Winter isn’t dreary in Canada any more, not with the new CanSkate program.
In a frosty rink in Toronto, toddlers in jelly-bean coloured snowsuits and tiny skates zip around brightly hued pylons and cones, arms out to the side, eyes bright. It’s a hub of activity. They are like little bees zooming about the hive. No piece of the ice surface goes unused. They are intent, yet they’re having fun. They are learning to skate, the new way.
It’s part of a revolution in the way Canadians learn to skate, and last week, the Skate Canada program came to Skate Ontario, where 75,000 folks are learning skills that may take them to an Olympic podium in various ice sports. Or for most, it may be the launching pad for thousands to have a skill for life, stroking away on a Saturday afternoon at an arena, hearts pumping, faces glowing.
The new program is set up to become the best learn-to-skate plan in the country, so that speed skaters and hockey players can also hone their abilities to move across the ice efficiently. The skills aren’t tied specifically to figure skating skills, but on skating skills in general.
The program became mandatory at all 1,200 figure skating clubs in Canada in September, and in Ontario, it’s getting a boost from a Ministry of Tourism, Culture and Sport financing, and from Canadian Tire, which for the past couple of years has allied itself to Olympic and grassroots sport and which has become Skate Canada’s most important title sponsor. Skate Canada chief executive officer Dan Thompson refers to CanSkate as the “engine room of Skate Canada.”
The CanSkate blueprint came to life because of a Sport Canada directive to set out specific long-term athlete development programs. To make it happen, Skate Ontario is tapping into an Ontario Sport and Recreation Communities Fund, with a budget of close to $3-million meant to get people moving at the community level. Skate Ontario gets $197,220 to help pay for 360 kits filled with props (small cones, pylons, rhythmic ribbons, Frisbees, bean bags, plungers (who knew?), plastic polka-dotted balls and an enormous “parachute.” Canadian Tire provides the enormous equipment bags to carry it all.
The side-effects of this idea? It could maximize social and economic benefits. (Ontario spends $4-billion on recreation, sport and fitness.) And it could bring health costs down. “We know that an investment into healthy lifestyles is an investment into spending less in health care in the long run for sure,” said Micheal Coteau, who was just named as minister of Tourism, Culture and Sport last June.
Coteau had never seen the CanSkate program in action before, and he paused to watch all of the youngsters on the ice hoist an enormous red and white “parachute” and make it flutter up and down like a giant stingray.
Coteau knows the value of the CanSkate concept first-hand. His children both go to skating programs. “I’ve noticed that the more engaged they are with fun and the more the teacher uses different types of tools, the more interested they become in skating,” he said. “The truth is, a lot of sports, it they’re not done properly in the beginning, they’ll shy away. If you can capture them at the beginning by engaging them at a completely different level where they are intrigued by the fun of it, you can leverage that to get them to increase their level of skill.”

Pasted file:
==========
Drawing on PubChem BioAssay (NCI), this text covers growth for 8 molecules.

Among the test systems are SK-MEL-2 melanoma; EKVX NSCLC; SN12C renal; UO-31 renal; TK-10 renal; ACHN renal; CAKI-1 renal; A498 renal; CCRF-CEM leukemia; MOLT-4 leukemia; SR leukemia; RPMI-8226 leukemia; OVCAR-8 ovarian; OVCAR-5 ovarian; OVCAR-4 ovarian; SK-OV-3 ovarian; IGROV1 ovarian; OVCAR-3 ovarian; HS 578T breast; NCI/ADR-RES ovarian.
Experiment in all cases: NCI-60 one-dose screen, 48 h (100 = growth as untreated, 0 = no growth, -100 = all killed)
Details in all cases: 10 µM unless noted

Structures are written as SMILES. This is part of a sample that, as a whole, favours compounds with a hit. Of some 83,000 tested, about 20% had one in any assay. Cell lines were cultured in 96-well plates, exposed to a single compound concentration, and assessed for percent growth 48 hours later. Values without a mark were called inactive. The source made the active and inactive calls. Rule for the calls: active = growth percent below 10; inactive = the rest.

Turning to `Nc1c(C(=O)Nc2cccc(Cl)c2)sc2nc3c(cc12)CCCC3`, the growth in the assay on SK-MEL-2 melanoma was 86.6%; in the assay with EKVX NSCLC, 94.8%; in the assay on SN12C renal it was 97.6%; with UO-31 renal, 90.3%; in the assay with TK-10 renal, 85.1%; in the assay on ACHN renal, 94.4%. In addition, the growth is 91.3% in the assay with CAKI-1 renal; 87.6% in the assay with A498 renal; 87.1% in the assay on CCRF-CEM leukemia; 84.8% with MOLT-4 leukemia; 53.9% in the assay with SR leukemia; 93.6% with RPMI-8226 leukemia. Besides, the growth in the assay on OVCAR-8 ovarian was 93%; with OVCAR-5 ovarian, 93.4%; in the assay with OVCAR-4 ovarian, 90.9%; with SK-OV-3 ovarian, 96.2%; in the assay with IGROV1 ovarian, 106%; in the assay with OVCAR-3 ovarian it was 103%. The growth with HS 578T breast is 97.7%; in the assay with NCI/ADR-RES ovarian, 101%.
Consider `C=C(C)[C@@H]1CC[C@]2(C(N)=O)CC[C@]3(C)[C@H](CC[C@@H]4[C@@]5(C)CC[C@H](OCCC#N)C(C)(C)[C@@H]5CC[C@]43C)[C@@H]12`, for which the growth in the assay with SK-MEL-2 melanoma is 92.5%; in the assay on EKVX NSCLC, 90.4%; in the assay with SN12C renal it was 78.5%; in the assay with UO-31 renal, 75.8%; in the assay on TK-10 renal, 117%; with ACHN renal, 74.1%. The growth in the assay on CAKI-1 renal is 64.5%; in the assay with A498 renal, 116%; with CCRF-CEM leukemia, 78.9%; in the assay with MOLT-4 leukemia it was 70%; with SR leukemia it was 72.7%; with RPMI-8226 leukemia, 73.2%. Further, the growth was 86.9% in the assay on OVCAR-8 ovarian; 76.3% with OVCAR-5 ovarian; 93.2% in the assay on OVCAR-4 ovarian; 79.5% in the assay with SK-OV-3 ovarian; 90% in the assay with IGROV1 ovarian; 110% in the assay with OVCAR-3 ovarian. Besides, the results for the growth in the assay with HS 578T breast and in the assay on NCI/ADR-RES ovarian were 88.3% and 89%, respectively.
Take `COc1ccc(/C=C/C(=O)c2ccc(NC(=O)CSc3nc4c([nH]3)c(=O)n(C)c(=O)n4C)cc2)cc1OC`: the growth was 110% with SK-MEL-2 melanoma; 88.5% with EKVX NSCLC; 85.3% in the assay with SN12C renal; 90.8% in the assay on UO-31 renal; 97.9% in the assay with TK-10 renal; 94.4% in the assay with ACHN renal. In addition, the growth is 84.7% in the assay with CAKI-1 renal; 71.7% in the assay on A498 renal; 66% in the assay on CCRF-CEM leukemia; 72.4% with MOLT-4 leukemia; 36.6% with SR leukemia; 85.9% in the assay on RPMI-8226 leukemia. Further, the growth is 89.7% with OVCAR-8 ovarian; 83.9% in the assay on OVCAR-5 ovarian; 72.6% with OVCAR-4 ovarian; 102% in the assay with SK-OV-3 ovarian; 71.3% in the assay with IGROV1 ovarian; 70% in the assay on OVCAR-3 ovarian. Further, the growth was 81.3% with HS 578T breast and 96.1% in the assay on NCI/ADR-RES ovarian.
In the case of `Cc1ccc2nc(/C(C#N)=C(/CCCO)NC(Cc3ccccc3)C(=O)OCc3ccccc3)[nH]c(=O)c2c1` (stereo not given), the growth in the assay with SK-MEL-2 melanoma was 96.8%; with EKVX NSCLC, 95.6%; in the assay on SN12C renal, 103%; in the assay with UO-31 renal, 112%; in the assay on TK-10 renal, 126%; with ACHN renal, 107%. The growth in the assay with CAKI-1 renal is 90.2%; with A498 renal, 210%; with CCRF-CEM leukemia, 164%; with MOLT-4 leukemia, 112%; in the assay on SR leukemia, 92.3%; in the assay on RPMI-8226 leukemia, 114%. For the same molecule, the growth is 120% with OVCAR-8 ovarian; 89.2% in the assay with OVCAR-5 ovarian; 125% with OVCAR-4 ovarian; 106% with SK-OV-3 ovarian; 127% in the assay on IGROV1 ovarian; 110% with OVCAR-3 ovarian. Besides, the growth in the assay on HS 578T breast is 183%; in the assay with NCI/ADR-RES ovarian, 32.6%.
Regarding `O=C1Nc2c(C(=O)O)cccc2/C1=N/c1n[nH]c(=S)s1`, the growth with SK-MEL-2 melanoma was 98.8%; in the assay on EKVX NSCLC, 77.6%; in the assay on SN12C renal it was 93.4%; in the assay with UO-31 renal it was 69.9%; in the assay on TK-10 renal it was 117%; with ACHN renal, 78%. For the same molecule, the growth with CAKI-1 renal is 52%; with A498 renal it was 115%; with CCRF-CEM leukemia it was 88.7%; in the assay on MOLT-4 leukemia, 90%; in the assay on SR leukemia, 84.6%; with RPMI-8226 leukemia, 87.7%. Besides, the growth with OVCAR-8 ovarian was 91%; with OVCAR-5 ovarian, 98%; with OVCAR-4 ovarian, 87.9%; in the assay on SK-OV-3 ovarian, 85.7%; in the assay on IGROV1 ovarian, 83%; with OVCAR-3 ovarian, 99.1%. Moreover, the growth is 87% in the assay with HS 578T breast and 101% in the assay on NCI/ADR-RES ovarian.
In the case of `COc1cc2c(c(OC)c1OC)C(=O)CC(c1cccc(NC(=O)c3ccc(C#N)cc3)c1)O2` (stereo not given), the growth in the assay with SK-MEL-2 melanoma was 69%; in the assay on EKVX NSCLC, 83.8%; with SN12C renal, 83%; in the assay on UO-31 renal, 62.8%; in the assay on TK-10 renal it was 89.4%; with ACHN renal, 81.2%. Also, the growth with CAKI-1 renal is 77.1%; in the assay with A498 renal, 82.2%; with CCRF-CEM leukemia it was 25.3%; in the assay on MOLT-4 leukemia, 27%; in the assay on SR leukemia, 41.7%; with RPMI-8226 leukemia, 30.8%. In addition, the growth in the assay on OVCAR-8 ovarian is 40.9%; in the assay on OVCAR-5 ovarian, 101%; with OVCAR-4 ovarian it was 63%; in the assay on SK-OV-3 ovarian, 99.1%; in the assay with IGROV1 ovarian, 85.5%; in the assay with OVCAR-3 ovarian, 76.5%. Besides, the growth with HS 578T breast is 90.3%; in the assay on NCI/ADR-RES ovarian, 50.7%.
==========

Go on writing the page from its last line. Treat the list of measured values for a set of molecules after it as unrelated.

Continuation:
It’s worked for his children, aged four and eight, he said. They are skating, swimming and into music programs. For the first two years that his daughter took a skating program, she found it frustrating, he said. When she got to the point where she could skate well, she began to enjoy it. The CanSkate program will change all of that, offering up basics in balance, control, and agility in six stages. Students learn stronger skills and learn them faster under this program.
Skate Canada also knows that the golden years of learning are between ages seven and 11, when neural pathways are most easily formed.
Olympic silver medalist Elizabeth Manley began to toddle onto the ice at age 2 ½ and she took her first learn-to-skate lesson at age five. Her first pair of skates came from Canadian Tire. She’s now a coach, teaching CanSkate.
Kim Saunders, associate vice-president of sport partnerships for Canadian Tire, also followed Manley’s path, taking the old learn-to-skate program as a child and picking up all the skills – the hard way. Figure skating is near and dear to her heart – and to that of Canadian Tire, which began sponsorship of Skate Canada in 2013. The Canadian Tire National Skating Championships in Kingston, Ont., in January will be the company’s third tour as title sponsor of that event.
At about the same time, Canadian Tire made a general investment in Olympic and Paralympic sport – and other sport associations, too. But Skate Canada is special.
“We’ve been selling skates for 90 years,” Saunders said. “It’s just part of our heritage. We were looking for a way to support amateur sport in this country is a bigger way and Skate Canada was just a natural fit. It’s a fit for us from a business point of view. It’s a fit for us from a philosophy point of view too, to what skating can do for a child. It’s a great passion for us.”
“We are all part of the Canadian canopy,” she said. “We have to talk about spirit, with that notion that strong healthy kids make strong nations. They also make great athletes.”